|Helena's (my sister) birthday in the 60's photo: family album|
I remember when birthday parties were filled with cakes and savoury snacks that were all homemade with fresh ingredients. There weren’t such things as ready-made cake mixtures or icing filled with colouring and preservatives to decorate cakes. I have memories of my mother in the kitchen producing brilliant birthday parties for us. She used to make all the food at home, and I helped licking the spoons, of course. The cakes were works of art and there were also little sweet treats which in Brazil we call docinhos. To drink, the children would have fruit juices, along with Coca-cola, Fanta and Guarana (the most popular Brazilian fizzy drink).
Despite all the work that went into the food preparation, the parties themselves were unpretentious. Children’s parties these days became a huge enterprise, big business. The simple and fun games have been replaced by entertainers especially hired for the day, very loud music and regimented play - some parents go as far as transforming their places into a mini fairground. And the food is provided by caterers who don’t always worry about the nutritional side of things. I don’t want to sound judgemental, and I appreciate the fact that some parents just don’t have the time to organise parties for their kids. I just think that, when it comes to entertainment, “simple” is ... errm... simpler. And that it’s easier to let children be children, which they can do quite happily without much paraphernalia.
Nina is a 21st Century child but we always tried to encourage her to have pleasure in simple things. Hence, birthday parties where she gets her friends around for yummy food and some old style games - Dean is not a so fancily dressed entertainer but a very popular one. We all have fun without spending much money, and in a healthier way.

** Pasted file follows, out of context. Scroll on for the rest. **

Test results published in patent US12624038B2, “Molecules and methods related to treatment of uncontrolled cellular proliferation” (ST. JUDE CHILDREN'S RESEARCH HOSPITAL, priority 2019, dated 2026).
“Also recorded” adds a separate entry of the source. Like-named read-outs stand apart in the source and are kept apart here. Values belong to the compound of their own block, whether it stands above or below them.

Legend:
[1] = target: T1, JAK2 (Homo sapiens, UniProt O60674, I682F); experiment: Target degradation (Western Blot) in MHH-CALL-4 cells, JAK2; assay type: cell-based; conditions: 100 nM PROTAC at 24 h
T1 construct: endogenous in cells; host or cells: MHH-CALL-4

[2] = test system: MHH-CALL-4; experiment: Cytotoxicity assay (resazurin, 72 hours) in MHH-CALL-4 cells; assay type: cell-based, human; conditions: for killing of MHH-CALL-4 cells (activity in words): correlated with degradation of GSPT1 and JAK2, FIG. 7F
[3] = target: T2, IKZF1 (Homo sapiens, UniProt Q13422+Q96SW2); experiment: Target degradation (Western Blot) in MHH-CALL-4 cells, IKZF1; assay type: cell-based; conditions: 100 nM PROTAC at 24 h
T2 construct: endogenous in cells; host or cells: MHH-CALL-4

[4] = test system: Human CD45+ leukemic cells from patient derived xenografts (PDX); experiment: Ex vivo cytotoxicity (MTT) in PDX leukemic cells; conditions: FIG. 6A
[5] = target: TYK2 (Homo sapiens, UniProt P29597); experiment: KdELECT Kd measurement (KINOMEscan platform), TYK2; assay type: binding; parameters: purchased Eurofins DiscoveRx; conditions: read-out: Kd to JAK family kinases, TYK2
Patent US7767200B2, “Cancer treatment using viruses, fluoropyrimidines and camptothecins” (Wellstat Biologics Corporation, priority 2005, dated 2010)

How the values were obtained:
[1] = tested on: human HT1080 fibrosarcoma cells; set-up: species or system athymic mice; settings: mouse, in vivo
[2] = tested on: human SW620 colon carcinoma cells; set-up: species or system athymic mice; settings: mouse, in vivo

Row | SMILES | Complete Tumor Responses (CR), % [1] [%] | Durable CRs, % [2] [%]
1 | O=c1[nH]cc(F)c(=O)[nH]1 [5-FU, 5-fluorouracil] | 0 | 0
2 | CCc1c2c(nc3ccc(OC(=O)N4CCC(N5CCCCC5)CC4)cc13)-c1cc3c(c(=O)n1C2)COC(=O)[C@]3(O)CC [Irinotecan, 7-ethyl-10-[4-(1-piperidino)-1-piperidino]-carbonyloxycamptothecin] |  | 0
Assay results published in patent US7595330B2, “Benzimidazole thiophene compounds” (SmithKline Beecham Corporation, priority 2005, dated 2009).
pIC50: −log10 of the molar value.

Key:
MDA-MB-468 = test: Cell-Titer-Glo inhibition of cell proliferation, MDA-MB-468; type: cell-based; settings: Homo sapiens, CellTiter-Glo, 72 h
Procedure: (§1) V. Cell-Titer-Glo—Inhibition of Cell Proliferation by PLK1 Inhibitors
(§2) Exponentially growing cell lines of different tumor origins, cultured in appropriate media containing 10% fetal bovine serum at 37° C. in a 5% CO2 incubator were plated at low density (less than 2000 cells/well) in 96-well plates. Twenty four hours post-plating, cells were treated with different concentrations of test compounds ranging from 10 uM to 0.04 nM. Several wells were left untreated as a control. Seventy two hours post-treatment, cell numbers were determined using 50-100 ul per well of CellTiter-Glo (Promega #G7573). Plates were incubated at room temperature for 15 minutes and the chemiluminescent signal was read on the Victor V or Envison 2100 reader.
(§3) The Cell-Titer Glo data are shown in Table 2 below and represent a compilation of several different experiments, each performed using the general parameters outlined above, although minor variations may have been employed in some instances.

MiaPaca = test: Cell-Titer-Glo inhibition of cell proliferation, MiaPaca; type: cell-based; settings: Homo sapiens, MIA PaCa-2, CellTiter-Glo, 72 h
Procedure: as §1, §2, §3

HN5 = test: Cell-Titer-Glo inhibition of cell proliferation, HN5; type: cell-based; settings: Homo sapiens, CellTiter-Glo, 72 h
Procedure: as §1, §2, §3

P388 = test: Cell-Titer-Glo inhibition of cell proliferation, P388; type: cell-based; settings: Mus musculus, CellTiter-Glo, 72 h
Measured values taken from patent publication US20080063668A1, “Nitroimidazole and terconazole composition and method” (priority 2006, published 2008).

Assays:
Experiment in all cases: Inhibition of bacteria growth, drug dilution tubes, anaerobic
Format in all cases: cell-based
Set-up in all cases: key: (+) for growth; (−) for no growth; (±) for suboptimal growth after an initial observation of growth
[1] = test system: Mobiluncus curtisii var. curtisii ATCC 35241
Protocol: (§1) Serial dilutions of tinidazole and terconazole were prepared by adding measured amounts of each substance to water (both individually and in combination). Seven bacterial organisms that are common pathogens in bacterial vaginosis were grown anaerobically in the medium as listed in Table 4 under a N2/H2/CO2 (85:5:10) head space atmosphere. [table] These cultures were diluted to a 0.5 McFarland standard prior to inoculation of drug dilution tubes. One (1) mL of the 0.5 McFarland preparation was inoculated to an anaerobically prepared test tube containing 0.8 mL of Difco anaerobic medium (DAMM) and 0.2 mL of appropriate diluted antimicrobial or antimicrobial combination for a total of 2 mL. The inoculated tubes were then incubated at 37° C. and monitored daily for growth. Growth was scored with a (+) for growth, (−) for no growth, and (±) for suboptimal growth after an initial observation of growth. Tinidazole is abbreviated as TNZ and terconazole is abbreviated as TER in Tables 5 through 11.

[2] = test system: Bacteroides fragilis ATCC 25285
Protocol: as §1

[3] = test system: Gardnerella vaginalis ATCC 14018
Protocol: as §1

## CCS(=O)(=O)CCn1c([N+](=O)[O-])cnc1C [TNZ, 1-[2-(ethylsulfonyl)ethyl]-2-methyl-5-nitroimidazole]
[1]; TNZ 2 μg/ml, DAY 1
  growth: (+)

For her recent birthday, I didn’t make an enormous cake like my mother used to do, as I always thought she was a bit of an over caterer anyway. Instead, I made cupcakes with beautiful pink, green and yellow colours and they were all 100% natural. Why choose to add synthetic harmful colours to the food if nature provides us with a better way? (see below) I promise it’s easy, and there are plenty of choices. On the savoury side, there’s homemade pizza, popcorn, homemade fish finger with tartar sauce, mini sandwiches etc. For drinks, you can make juices such as apple, carrot with orange, elderflower “champagne”.
We all know now what my mum didn’t know then: that sugar doesn’t enter the category of healthy foods (and I have a few teeth cavities to tell the story). So, if you have to, instead of using refined sugars, you can opt for “natural sweeteners” such as maple syrup, raw honey, stevia powder, date sugar, molasses, rapadura (raw sugar cane) or agave syrup. Keeping sugar away from children (and from adults too, for that matter) is a very difficult thing for us parents, but Nina now understands that cakes and sweets are treats and only for special occasions – I think she considers half term a very special occasion.
At the party, she and her little friends were on a “natural” high. She had a very Happy Healthy Birthday!
P.S.: I made more cupcakes for her this week, as a treat, but she didn’t have “loads” of them as she wished. We luckily had other kids for playdates, and visitors enjoying them too.
|The ingredients (minus the milk I forgot to add in the pic)|
|Put the mixture into the cupcake cases|
|The dark brown colour due to the rapadura sugar|
Tasty Rice flour Cupcakes
Because of the rapadura sugar, which has a dark brown colour, these cupcakes have a darker colour than the ones made with caster sugar, and they also have a slightly caramel taste. I have made them with rice flour as some of Nina’s friends suffer from wheat intolerance. But you can try with other flours if you wish.
140g organic ghee or butter
140g organic rapadura sugar
2 large organic free range eggs
1 teaspoon organic vanilla essence
150g rice flour, sifted